The Conflict of Net Neutrality

Comcast has announced that data used with their Xfinity-on-Xbox service will not count towards the 250gb data cap they currently administer to customers.  A number of critics are claiming that Comcast’s policy is a violation of net neutrality.  Before making any opinion, we need to understand the circumstances surrounding this particular streaming service.

Xfinity-on-Xbox is a video streaming service provided through Verizon and Comcast, although it has yet to launch on the Comcast platform.  Net neutrality proponents argue that by allowing unlimited data usage through their service, Comcast is violating net neutrality, effectively giving users of their services an incentive to sign up: unlimited data usage via Xfinity.  Comcast, alternatively, maintains that they are not violating net neutrality because the data used on the Xfinity service will be on a private IP network, not in the public domain.  This raises an interesting question: Does net neutrality extend to the possiblity of competitive advantages, even if not directly related to data used on the public domain?

Net neutrality proponents claim that by offering their unlimited data cap on a private network, they have a competitve advantage over other video streaming services.  The FCC does not currently have any protocol involving data usage on private networks and its related effects on competition, so it is probable that Comcast will begin distributing this service without any inhibition.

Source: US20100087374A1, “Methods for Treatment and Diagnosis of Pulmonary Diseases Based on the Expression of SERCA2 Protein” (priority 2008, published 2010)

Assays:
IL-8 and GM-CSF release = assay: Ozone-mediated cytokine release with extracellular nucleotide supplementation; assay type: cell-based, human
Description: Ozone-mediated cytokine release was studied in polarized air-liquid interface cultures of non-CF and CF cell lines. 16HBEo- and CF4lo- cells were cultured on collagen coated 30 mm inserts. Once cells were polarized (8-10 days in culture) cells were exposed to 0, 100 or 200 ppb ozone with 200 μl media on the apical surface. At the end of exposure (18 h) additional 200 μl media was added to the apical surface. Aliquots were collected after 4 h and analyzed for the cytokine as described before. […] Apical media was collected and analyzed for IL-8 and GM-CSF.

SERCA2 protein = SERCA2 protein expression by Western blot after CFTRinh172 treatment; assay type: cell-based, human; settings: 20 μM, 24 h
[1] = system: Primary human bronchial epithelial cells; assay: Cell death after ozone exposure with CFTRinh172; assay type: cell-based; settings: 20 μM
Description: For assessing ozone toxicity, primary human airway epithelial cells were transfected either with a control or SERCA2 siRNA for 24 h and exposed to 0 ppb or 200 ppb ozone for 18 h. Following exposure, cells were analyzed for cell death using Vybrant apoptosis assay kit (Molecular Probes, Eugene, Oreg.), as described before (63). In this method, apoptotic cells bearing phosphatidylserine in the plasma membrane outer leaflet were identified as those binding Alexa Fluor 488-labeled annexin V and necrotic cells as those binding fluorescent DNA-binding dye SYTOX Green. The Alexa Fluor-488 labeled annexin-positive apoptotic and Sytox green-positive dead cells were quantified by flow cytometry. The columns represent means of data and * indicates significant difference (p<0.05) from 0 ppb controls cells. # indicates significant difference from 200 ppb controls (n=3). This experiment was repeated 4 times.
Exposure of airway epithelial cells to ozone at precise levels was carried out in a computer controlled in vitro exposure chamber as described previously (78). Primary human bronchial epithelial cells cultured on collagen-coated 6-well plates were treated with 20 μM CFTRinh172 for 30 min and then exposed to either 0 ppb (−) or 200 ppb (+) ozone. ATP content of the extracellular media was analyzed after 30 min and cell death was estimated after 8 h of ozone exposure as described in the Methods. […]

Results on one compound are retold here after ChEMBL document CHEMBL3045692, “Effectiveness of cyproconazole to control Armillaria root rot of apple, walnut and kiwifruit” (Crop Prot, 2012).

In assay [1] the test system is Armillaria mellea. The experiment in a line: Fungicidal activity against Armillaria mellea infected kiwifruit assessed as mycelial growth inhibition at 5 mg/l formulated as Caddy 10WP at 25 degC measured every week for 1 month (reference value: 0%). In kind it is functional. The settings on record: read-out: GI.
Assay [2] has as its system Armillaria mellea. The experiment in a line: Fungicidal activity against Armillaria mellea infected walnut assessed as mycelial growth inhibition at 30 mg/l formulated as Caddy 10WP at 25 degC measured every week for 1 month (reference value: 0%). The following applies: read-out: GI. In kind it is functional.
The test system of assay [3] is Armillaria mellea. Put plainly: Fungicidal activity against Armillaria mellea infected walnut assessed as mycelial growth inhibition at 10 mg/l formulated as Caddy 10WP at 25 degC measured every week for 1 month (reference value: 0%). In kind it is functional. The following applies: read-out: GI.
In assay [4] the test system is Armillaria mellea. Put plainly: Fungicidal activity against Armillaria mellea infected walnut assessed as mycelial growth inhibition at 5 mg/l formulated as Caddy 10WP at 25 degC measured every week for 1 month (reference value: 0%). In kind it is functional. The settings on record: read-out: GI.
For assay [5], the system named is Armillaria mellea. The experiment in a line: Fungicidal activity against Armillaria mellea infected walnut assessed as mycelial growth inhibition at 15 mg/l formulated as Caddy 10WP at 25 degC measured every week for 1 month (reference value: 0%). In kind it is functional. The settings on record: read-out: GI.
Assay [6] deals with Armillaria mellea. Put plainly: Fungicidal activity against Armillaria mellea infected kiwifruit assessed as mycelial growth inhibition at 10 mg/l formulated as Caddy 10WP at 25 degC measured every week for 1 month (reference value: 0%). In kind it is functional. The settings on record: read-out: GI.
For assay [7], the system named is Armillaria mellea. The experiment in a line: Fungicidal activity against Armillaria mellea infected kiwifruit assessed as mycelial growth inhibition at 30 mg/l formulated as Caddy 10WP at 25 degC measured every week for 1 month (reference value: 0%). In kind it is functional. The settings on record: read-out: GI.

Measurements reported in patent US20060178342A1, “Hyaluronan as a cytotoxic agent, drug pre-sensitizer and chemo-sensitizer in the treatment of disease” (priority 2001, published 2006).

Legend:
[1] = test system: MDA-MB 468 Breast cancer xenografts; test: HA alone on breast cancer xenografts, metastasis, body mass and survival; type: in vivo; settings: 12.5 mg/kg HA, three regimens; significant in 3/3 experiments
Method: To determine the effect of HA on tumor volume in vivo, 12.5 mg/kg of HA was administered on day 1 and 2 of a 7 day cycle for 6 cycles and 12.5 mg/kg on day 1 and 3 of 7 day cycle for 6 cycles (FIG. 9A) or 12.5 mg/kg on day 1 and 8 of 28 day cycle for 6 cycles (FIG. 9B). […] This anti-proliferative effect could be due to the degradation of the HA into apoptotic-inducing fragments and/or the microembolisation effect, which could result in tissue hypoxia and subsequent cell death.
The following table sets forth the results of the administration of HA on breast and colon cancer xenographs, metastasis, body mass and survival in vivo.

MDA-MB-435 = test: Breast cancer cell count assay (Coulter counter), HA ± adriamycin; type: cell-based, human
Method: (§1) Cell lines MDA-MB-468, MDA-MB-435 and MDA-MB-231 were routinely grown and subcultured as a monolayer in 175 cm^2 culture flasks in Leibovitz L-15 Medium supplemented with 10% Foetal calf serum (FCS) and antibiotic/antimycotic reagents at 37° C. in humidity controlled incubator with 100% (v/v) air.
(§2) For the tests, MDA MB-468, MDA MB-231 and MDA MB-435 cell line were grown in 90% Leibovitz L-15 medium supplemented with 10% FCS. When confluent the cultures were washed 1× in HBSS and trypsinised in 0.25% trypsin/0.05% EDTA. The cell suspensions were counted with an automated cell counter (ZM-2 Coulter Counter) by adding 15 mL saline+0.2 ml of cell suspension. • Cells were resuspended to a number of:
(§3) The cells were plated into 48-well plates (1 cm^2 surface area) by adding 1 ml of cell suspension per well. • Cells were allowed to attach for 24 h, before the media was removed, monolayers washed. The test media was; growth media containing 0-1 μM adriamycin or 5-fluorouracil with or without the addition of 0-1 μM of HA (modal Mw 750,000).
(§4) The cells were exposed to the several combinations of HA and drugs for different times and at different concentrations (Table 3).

Net neutrality is typically a very polarizing issue.  I am all for net neutrality, but I’m conflicted: I also want a smaller amount of government interference in our daily lives.  Imagine building a service and company from scratch, providing the service, then being told that you had to abide by certain rules because you were too successful.  Anti-competition directly contradicts the capitalist ethos that drives our economy.  Again, I’m pro net neutrality, but I have conflicting views with the overarching theme of government regulation in most facets of our daily lives.  It seems as though people don’t want government at all until something goes wrong, or something is unfair, or we don’t agree with our competitors, then we’re begging for its help.  So is life in the digital-political landscape.

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One response

  1. The way I look at it, Net Neutrality is in place as a pro-competition measure. While it might lead to more government regulation, it’s certainly not anti-competition. It’s in place, for example, to stop companies like Comcast, that provide Internet connections AND have their own streaming video services, from throttling competitors like Netflix or Amazon.

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